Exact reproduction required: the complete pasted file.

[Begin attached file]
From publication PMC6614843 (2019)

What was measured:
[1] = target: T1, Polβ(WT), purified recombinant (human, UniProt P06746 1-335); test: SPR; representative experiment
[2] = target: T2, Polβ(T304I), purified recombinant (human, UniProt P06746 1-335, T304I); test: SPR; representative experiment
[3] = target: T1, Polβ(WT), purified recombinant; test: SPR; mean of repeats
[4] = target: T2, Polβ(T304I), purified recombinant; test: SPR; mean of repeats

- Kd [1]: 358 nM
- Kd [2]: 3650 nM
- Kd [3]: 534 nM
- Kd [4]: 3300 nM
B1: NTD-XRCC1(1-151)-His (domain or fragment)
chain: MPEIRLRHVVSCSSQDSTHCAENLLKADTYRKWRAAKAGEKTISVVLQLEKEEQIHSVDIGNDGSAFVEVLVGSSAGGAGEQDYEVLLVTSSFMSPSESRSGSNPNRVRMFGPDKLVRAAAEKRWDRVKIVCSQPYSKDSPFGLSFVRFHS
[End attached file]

From publication PMC6614843 (2019)

What was measured:
[1] = target: T1, Polβ(WT), purified recombinant (human, UniProt P06746 1-335); test: SPR; representative experiment
[2] = target: T2, Polβ(T304I), purified recombinant (human, UniProt P06746 1-335, T304I); test: SPR; representative experiment
[3] = target: T1, Polβ(WT), purified recombinant; test: SPR; mean of repeats
[4] = target: T2, Polβ(T304I), purified recombinant; test: SPR; mean of repeats

- Kd [1]: 358 nM
- Kd [2]: 3650 nM
- Kd [3]: 534 nM
- Kd [4]: 3300 nM
B1: NTD-XRCC1(1-151)-His (domain or fragment)
chain: MPEIRLRHVVSCSSQDSTHCAENLLKADTYRKWRAAKAGEKTISVVLQLEKEEQIHSVDIGNDGSAFVEVLVGSSAGGAGEQDYEVLLVTSSFMSPSESRSGSNPNRVRMFGPDKLVRAAAEKRWDRVKIVCSQPYSKDSPFGLSFVRFHS